The Secret to Getting Good Sleep

April 21, 2017 in Everyday Medicine

Now I’m not particularly athletically inclined, try as I might, but the one thing that I could win at is getting good sleep. Of course practice makes perfect, but a few tips on how to fall asleep faster and sleep better can really make all the difference…

 

First of all, what should you be aiming for? It varies, but in general teenagers need around 9 hours and adults need about 8 hours. That’s the first step to winning; make sure you actually give your body enough time to grow, repair and everything else mentioned in my previous post, ‘The Science Behind Sleep’.

The next key aspects are the two R’s: regularity and routine. If you regularly go to bed and wake up at the same time everyday, your internal body clock will become ‘synchronised’ with your timings which will promote better sleep. And when I say everyday, I mean it! Weekend lie-ins can skew this schedule so try to wake up as close to your regular time as you can. This may seem like a real sacrifice but if you are able to improve your sleep quality and get enough sleep on weekdays, then weekend lie-ins will become redundant anyway.

Establishing a nightly routine before bed will indicate to your body that it’s time to wind down. Your routine could consist of a warm bath, relaxation exercises like yoga and reading a book or listening to music. Watching TV or using electronics, however, could hinder your sleep as the blue-wavelength light of bright screens can trick your body into thinking it’s daytime. This in turn causes hormones involved with falling asleep to be delayed. Therefore it is recommended you avoid such screens in the last 30 minutes before bed.

Make sure your sleeping environment is optimal with a comfortable mattress and pillow. The room should be dark, quiet, cool (between 18-24°C) and relaxing. Your diet should also work to your advantage when it comes to falling asleep. Avoid stimulants like caffeine and nicotine in the hours before sleep, and limit alcohol intake as too much alcohol before bed can disrupt sleep later at night.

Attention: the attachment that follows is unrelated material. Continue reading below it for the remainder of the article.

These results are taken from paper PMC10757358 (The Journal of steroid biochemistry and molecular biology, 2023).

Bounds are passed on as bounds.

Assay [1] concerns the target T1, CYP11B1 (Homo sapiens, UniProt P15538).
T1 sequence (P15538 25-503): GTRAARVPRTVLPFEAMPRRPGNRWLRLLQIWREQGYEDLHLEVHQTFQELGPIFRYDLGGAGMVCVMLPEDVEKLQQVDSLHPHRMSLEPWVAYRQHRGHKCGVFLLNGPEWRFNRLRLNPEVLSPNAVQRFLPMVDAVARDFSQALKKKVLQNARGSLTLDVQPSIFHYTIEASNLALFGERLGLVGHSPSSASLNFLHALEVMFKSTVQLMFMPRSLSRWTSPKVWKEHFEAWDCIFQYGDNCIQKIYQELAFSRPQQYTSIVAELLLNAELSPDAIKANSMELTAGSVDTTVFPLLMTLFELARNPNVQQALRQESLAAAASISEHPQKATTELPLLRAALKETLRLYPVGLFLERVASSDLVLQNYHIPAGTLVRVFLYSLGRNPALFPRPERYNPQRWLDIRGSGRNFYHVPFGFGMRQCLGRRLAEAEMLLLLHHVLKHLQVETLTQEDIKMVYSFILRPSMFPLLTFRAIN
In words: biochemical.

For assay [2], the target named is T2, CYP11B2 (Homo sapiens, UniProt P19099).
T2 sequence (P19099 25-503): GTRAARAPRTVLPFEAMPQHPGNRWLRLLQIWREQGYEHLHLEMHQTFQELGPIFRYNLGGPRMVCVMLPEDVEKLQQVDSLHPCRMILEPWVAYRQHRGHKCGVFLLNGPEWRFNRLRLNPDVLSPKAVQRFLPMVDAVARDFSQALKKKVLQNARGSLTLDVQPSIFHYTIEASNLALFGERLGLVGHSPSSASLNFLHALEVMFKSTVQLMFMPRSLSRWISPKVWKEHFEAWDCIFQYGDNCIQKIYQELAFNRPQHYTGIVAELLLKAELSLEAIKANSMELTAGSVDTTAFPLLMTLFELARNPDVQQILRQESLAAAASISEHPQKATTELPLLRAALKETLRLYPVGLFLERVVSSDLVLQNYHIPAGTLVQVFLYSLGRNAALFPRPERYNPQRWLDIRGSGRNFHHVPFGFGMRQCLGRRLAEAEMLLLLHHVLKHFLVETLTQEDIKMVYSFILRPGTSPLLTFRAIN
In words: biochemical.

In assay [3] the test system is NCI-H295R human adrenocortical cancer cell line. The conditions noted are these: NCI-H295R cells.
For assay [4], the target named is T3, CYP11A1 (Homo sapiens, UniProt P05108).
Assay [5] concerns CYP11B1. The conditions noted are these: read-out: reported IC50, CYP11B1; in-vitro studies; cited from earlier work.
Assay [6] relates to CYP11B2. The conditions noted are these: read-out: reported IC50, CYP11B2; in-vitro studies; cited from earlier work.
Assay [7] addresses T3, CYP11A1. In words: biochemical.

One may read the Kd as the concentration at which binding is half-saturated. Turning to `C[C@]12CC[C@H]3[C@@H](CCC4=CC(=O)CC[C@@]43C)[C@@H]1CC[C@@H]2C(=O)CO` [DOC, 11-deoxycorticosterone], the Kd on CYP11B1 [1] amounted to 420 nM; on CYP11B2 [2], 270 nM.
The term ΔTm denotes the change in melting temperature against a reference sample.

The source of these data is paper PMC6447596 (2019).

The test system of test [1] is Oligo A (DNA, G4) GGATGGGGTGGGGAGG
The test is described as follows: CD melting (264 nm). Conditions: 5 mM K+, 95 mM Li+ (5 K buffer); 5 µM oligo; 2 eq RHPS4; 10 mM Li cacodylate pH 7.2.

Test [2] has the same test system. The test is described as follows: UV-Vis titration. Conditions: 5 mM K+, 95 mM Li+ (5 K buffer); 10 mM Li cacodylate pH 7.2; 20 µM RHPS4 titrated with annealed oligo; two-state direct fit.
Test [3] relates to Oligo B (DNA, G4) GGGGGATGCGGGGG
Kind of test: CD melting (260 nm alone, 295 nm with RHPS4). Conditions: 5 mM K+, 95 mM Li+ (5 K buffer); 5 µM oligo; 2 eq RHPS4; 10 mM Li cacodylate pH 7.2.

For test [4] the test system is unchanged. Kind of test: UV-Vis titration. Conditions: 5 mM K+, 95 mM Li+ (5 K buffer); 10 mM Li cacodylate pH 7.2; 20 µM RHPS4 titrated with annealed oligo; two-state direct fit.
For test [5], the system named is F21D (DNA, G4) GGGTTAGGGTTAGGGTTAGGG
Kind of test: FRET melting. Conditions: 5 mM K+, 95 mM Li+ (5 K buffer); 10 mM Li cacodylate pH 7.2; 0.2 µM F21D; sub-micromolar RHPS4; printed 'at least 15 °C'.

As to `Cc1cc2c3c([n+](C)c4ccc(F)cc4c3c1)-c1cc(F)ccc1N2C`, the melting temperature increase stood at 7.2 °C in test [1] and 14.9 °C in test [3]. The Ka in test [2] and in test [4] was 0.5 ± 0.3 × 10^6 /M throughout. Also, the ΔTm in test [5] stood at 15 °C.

Stress not only spoils the daytime, but can also cause insomnia by keeping you distracted and awake at night. It is important that you find ways to manage stress. The most obvious way of doing this would be to remove yourself from whatever is causing the stress but I’m well aware that it is not always that simple. Take basic steps to ensure at least some stress is relieved by being organised, allowing yourself to take breaks, eating well and doing exercise. Also, make time for hobbies and being with friends and do not be afraid to talk about your problems. Another good tip is to write a to-do list of what needs to be done the next day before you go to bed.

As little as 10 minutes of aerobic exercise daily can promote sleep as well as the numerous other health benefits to exercising, although in general you should avoid strenuous exercise close to bedtime. Finally, try to cap daytime sleeping to a maximum of 30 minutes. Even if you haven’t gotten enough sleep in the night, a daytime nap cannot make up for that. That said, a power nap between 20-30 minutes in the afternoon can improve alertness and mood.

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